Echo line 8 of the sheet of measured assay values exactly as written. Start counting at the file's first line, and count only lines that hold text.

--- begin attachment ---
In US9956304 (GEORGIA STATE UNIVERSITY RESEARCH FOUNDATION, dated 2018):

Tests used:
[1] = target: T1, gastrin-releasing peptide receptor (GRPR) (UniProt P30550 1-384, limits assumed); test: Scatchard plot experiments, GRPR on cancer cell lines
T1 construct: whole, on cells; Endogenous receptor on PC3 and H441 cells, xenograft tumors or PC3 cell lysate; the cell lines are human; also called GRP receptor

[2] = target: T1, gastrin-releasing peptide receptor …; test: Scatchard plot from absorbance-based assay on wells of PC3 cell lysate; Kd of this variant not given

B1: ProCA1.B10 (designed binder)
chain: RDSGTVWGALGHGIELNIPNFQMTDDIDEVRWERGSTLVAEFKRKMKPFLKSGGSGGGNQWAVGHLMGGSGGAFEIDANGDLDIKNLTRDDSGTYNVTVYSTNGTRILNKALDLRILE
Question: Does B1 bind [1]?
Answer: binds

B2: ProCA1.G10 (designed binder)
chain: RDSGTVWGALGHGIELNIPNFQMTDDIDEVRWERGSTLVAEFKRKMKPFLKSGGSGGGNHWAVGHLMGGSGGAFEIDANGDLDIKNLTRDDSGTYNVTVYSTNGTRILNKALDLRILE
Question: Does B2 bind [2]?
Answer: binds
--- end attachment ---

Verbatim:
Question: Does B1 bind [1]?